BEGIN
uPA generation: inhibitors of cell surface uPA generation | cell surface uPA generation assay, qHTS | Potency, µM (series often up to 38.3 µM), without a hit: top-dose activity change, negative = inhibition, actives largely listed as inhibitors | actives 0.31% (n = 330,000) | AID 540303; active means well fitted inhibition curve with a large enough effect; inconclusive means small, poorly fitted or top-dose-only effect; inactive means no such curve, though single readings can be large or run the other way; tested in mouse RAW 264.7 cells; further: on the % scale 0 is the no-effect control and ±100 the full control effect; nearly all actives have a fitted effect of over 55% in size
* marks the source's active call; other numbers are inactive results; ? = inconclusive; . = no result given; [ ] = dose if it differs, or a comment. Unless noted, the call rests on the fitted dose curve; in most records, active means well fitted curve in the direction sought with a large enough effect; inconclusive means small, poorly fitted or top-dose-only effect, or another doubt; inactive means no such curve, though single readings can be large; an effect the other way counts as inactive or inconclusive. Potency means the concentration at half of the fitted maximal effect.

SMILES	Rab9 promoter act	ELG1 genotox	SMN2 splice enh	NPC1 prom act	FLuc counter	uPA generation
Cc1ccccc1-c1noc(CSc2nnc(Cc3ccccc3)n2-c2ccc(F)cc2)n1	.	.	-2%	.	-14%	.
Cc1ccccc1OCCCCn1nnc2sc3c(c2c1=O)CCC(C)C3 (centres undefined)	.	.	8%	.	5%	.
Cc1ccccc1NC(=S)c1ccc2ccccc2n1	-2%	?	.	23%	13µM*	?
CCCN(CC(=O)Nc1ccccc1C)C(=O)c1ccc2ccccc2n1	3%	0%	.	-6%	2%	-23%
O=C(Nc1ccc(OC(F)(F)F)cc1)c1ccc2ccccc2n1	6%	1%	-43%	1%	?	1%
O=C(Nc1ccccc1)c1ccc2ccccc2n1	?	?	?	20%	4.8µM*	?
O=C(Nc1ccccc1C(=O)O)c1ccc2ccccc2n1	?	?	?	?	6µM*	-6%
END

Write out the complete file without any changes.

uPA generation: inhibitors of cell surface uPA generation | cell surface uPA generation assay, qHTS | Potency, µM (series often up to 38.3 µM), without a hit: top-dose activity change, negative = inhibition, actives largely listed as inhibitors | actives 0.31% (n = 330,000) | AID 540303; active means well fitted inhibition curve with a large enough effect; inconclusive means small, poorly fitted or top-dose-only effect; inactive means no such curve, though single readings can be large or run the other way; tested in mouse RAW 264.7 cells; further: on the % scale 0 is the no-effect control and ±100 the full control effect; nearly all actives have a fitted effect of over 55% in size
* marks the source's active call; other numbers are inactive results; ? = inconclusive; . = no result given; [ ] = dose if it differs, or a comment. Unless noted, the call rests on the fitted dose curve; in most records, active means well fitted curve in the direction sought with a large enough effect; inconclusive means small, poorly fitted or top-dose-only effect, or another doubt; inactive means no such curve, though single readings can be large; an effect the other way counts as inactive or inconclusive. Potency means the concentration at half of the fitted maximal effect.

SMILES	Rab9 promoter act	ELG1 genotox	SMN2 splice enh	NPC1 prom act	FLuc counter	uPA generation
Cc1ccccc1-c1noc(CSc2nnc(Cc3ccccc3)n2-c2ccc(F)cc2)n1	.	.	-2%	.	-14%	.
Cc1ccccc1OCCCCn1nnc2sc3c(c2c1=O)CCC(C)C3 (centres undefined)	.	.	8%	.	5%	.
Cc1ccccc1NC(=S)c1ccc2ccccc2n1	-2%	?	.	23%	13µM*	?
CCCN(CC(=O)Nc1ccccc1C)C(=O)c1ccc2ccccc2n1	3%	0%	.	-6%	2%	-23%
O=C(Nc1ccc(OC(F)(F)F)cc1)c1ccc2ccccc2n1	6%	1%	-43%	1%	?	1%
O=C(Nc1ccccc1)c1ccc2ccccc2n1	?	?	?	20%	4.8µM*	?
O=C(Nc1ccccc1C(=O)O)c1ccc2ccccc2n1	?	?	?	?	6µM*	-6%